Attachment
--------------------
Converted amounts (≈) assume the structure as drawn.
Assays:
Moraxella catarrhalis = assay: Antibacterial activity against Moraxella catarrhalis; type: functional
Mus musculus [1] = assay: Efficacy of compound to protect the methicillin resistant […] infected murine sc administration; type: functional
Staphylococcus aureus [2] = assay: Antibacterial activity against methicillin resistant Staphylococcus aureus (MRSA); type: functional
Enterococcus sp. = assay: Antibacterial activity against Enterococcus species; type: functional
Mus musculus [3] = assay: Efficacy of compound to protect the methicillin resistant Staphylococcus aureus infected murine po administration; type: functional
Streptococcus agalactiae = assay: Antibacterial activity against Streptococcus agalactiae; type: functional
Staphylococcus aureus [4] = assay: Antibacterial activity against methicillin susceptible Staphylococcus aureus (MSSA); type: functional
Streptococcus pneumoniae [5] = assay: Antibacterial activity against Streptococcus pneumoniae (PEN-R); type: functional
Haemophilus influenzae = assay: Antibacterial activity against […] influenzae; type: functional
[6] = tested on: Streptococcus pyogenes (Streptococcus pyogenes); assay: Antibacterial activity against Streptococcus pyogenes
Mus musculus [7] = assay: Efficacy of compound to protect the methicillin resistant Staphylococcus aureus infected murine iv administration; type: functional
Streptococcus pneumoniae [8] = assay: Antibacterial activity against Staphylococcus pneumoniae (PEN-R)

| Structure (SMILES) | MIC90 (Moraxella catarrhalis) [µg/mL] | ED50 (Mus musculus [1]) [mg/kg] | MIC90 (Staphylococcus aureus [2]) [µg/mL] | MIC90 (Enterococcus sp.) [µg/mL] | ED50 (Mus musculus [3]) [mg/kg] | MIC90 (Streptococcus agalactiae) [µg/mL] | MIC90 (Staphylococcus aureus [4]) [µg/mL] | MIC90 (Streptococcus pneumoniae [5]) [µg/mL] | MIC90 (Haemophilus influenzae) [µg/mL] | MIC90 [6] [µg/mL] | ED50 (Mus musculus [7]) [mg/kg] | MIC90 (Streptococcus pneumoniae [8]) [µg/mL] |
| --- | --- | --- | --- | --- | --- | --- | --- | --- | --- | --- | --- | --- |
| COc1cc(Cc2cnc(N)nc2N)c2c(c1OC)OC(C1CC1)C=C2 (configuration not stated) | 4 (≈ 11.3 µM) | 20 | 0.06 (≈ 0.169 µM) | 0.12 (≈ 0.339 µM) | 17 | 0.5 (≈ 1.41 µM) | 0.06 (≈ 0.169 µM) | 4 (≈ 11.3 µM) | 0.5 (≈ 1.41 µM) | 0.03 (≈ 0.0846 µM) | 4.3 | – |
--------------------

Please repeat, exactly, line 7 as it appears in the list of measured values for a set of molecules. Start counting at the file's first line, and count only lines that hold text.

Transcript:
Mus musculus [3] = assay: Efficacy of compound to protect the methicillin resistant Staphylococcus aureus infected murine po administration; type: functional